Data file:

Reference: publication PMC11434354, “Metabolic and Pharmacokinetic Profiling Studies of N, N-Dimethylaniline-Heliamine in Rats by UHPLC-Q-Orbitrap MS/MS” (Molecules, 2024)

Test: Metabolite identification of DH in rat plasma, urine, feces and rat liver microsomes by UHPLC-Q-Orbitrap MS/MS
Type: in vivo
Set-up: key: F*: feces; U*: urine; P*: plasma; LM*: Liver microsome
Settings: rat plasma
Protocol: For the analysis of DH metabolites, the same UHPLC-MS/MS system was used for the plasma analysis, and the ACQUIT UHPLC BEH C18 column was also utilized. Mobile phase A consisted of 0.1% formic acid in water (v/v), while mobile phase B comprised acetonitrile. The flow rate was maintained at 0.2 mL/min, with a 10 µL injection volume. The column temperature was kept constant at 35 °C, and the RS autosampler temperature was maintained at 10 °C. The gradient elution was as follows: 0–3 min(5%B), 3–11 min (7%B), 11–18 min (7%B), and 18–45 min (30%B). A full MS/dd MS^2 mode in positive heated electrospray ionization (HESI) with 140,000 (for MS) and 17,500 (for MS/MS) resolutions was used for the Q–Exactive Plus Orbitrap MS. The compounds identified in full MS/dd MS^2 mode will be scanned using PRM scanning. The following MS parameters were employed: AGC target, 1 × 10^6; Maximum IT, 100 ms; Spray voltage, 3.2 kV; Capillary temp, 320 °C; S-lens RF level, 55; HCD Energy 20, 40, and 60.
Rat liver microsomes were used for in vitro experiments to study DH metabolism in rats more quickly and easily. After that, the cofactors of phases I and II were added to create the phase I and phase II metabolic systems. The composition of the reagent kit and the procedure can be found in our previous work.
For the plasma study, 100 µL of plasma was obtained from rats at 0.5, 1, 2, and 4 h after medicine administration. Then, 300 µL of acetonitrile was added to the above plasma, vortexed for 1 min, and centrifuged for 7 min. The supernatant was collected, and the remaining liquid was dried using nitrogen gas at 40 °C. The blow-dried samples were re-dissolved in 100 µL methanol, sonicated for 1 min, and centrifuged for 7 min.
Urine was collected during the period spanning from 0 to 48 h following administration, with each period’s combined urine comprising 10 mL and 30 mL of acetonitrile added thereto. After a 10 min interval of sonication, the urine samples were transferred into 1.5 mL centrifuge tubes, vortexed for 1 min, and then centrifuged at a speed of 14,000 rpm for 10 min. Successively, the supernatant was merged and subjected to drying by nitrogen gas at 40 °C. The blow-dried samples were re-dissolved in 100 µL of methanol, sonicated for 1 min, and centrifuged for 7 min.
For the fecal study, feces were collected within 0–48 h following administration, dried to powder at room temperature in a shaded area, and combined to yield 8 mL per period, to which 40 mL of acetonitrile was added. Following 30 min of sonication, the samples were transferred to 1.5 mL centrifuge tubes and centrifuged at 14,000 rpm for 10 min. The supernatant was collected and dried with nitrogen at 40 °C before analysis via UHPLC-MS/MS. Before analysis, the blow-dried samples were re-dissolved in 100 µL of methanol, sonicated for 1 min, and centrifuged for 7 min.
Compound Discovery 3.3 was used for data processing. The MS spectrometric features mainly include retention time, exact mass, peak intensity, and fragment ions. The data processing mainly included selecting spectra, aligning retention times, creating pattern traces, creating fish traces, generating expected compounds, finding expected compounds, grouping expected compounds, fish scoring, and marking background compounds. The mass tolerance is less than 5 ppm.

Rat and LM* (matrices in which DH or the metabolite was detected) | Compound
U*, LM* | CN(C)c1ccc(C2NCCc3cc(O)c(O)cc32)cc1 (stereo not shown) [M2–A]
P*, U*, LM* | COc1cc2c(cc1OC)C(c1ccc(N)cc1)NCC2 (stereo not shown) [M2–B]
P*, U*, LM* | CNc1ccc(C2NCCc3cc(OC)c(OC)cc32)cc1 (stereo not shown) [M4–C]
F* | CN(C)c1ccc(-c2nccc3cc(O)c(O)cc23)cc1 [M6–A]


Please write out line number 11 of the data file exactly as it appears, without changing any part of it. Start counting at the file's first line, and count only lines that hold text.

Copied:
Compound Discovery 3.3 was used for data processing. The MS spectrometric features mainly include retention time, exact mass, peak intensity, and fragment ions. The data processing mainly included selecting spectra, aligning retention times, creating pattern traces, creating fish traces, generating expected compounds, finding expected compounds, grouping expected compounds, fish scoring, and marking background compounds. The mass tolerance is less than 5 ppm.